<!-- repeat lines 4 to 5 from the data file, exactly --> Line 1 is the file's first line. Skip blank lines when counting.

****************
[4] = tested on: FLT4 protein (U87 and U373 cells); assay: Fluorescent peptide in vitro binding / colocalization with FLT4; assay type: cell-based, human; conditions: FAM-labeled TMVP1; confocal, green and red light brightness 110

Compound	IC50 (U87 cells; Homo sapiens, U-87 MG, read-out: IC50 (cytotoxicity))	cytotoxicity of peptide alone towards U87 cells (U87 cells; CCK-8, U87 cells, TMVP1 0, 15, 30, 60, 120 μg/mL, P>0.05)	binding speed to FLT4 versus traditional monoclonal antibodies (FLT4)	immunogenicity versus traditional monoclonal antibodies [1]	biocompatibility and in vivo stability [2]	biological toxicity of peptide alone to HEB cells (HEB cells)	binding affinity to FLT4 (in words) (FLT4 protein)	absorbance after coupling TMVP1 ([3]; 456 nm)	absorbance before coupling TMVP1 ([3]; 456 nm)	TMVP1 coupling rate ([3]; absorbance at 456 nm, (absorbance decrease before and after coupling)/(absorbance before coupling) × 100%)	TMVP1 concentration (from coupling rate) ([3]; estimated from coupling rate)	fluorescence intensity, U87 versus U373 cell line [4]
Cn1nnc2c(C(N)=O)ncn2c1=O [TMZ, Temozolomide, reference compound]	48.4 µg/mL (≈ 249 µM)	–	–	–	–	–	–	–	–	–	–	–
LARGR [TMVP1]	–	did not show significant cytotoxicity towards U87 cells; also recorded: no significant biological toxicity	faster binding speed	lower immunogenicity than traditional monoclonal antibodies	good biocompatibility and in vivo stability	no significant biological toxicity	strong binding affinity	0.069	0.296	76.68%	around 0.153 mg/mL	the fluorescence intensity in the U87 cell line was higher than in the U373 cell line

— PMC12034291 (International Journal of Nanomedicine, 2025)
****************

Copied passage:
LARGR [TMVP1]	–	did not show significant cytotoxicity towards U87 cells; also recorded: no significant biological toxicity	faster binding speed	lower immunogenicity than traditional monoclonal antibodies	good biocompatibility and in vivo stability	no significant biological toxicity	strong binding affinity	0.069	0.296	76.68%	around 0.153 mg/mL	the fluorescence intensity in the U87 cell line was higher than in the U373 cell line

— PMC12034291 (International Journal of Nanomedicine, 2025)